FORTUNE in Classic Quotes

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Quotes from Pride and Prejudice by Jane Austen
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 Current Search - fortune in Pride and Prejudice
1  Where there is fortune to make the expenses of travelling unimportant, distance becomes no evil.
Pride and Prejudice By Jane Austen
Get Context   In Chapter 32
2  It is a truth universally acknowledged, that a single man in possession of a good fortune, must be in want of a wife.
Pride and Prejudice By Jane Austen
Get Context   In Chapter 1
3  Do not involve yourself or endeavour to involve him in an affection which the want of fortune would make so very imprudent.
Pride and Prejudice By Jane Austen
Get Context   In Chapter 26
4  One cannot wonder that so very fine a young man, with family, fortune, everything in his favour, should think highly of himself.
Pride and Prejudice By Jane Austen
Get Context   In Chapter 5
5  Her heart had been but slightly touched, and her vanity was satisfied with believing that she would have been his only choice, had fortune permitted it.
Pride and Prejudice By Jane Austen
Get Context   In Chapter 26
6  I have nothing to say against him; he is a most interesting young man; and if he had the fortune he ought to have, I should think you could not do better.
Pride and Prejudice By Jane Austen
Get Context   In Chapter 26
7  Sir William Lucas had been formerly in trade in Meryton, where he had made a tolerable fortune, and risen to the honour of knighthood by an address to the king during his mayoralty.
Pride and Prejudice By Jane Austen
Get Context   In Chapter 5
8  Mr. Collins's present circumstances made it a most eligible match for their daughter, to whom they could give little fortune; and his prospects of future wealth were exceedingly fair.
Pride and Prejudice By Jane Austen
Get Context   In Chapter 22
9  They were of a respectable family in the north of England; a circumstance more deeply impressed on their memories than that their brother's fortune and their own had been acquired by trade.
Pride and Prejudice By Jane Austen
Get Context   In Chapter 4
10  Mr. Wickham's chief object was unquestionably my sister's fortune, which is thirty thousand pounds; but I cannot help supposing that the hope of revenging himself on me was a strong inducement.
Pride and Prejudice By Jane Austen
Get Context   In Chapter 35
11  They could talk of nothing but officers; and Mr. Bingley's large fortune, the mention of which gave animation to their mother, was worthless in their eyes when opposed to the regimentals of an ensign.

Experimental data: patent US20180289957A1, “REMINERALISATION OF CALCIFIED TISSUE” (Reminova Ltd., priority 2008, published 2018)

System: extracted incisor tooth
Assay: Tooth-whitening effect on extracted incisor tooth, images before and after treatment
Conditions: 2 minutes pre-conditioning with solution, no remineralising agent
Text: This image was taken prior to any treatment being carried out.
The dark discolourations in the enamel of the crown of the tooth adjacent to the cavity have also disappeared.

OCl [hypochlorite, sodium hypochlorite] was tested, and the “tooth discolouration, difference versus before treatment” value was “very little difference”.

Pride and Prejudice By Jane Austen
Get Context   In Chapter 7
12  Mr. Collins no sooner saw the two girls than he began to congratulate them on their good fortune, which Charlotte explained by letting them know that the whole party was asked to dine at Rosings the next day.
Pride and Prejudice By Jane Austen
Get Context   In Chapter 28
13  His behaviour to herself could now have had no tolerable motive; he had either been deceived with regard to her fortune, or had been gratifying his vanity by encouraging the preference which she believed she had most incautiously shown.
Pride and Prejudice By Jane Austen
Get Context   In Chapter 36
14  Without thinking highly either of men or matrimony, marriage had always been her object; it was the only provision for well-educated young women of small fortune, and however uncertain of giving happiness, must be their pleasantest preservative from want.
Pride and Prejudice By Jane Austen
Get Context   In Chapter 22
15  Mr. Bennet's property consisted almost entirely in an estate of two thousand a year, which, unfortunately for his daughters, was entailed, in default of heirs male, on a distant relation; and their mother's fortune, though ample for her situation in life, could but ill supply the deficiency of his.
Pride and Prejudice By Jane Austen
Get Context   In Chapter 7
16  To fortune I am perfectly indifferent, and shall make no demand of that nature on your father, since I am well aware that it could not be complied with; and that one thousand pounds in the four per cents, which will not be yours till after your mother's decease, is all that you may ever be entitled to.
Pride and Prejudice By Jane Austen
Get Context   In Chapter 19
17  They were rather handsome, had been educated in one of the first private seminaries in town, had a fortune of twenty thousand pounds, were in the habit of spending more than they ought, and of associating with people of rank, and were therefore in every respect entitled to think well of themselves, and meanly of others.
Pride and Prejudice By Jane Austen
Get Context   In Chapter 4
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